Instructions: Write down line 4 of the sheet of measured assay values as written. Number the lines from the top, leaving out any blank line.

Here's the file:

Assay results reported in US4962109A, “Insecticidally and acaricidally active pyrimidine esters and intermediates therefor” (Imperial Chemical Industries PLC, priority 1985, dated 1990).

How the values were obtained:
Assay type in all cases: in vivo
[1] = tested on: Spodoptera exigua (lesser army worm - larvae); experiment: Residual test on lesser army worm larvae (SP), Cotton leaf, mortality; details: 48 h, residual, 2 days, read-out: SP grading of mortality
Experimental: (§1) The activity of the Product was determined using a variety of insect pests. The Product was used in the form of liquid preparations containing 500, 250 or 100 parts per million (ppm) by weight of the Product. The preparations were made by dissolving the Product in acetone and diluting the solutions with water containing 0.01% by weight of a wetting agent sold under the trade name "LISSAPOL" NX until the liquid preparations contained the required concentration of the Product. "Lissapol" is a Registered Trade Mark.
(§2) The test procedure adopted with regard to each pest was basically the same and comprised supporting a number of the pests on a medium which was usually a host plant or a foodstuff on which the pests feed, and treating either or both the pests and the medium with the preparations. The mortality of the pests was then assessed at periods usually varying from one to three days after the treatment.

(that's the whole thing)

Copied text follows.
[1] = tested on: Spodoptera exigua (lesser army worm - larvae); experiment: Residual test on lesser army worm larvae (SP), Cotton leaf, mortality; details: 48 h, residual, 2 days, read-out: SP grading of mortality